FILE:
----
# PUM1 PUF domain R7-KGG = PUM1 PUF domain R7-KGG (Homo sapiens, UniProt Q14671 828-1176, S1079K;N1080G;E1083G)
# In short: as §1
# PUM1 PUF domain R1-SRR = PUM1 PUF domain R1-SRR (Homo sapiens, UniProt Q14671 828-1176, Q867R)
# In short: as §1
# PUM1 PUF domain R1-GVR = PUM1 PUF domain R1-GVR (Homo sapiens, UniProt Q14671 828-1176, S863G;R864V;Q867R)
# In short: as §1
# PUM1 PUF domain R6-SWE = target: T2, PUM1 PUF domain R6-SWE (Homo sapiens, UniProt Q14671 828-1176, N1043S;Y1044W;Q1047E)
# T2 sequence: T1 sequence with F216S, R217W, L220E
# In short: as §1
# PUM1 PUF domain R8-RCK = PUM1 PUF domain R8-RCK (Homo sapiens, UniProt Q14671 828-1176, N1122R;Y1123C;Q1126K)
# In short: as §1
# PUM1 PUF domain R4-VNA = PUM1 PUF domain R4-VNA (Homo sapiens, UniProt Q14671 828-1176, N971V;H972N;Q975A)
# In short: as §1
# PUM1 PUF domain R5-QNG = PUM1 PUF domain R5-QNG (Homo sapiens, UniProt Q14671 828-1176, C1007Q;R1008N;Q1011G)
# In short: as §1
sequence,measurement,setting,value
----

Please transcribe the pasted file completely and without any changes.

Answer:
# PUM1 PUF domain R7-KGG = PUM1 PUF domain R7-KGG (Homo sapiens, UniProt Q14671 828-1176, S1079K;N1080G;E1083G)
# In short: as §1
# PUM1 PUF domain R1-SRR = PUM1 PUF domain R1-SRR (Homo sapiens, UniProt Q14671 828-1176, Q867R)
# In short: as §1
# PUM1 PUF domain R1-GVR = PUM1 PUF domain R1-GVR (Homo sapiens, UniProt Q14671 828-1176, S863G;R864V;Q867R)
# In short: as §1
# PUM1 PUF domain R6-SWE = target: T2, PUM1 PUF domain R6-SWE (Homo sapiens, UniProt Q14671 828-1176, N1043S;Y1044W;Q1047E)
# T2 sequence: T1 sequence with F216S, R217W, L220E
# In short: as §1
# PUM1 PUF domain R8-RCK = PUM1 PUF domain R8-RCK (Homo sapiens, UniProt Q14671 828-1176, N1122R;Y1123C;Q1126K)
# In short: as §1
# PUM1 PUF domain R4-VNA = PUM1 PUF domain R4-VNA (Homo sapiens, UniProt Q14671 828-1176, N971V;H972N;Q975A)
# In short: as §1
# PUM1 PUF domain R5-QNG = PUM1 PUF domain R5-QNG (Homo sapiens, UniProt Q14671 828-1176, C1007Q;R1008N;Q1011G)
# In short: as §1
sequence,measurement,setting,value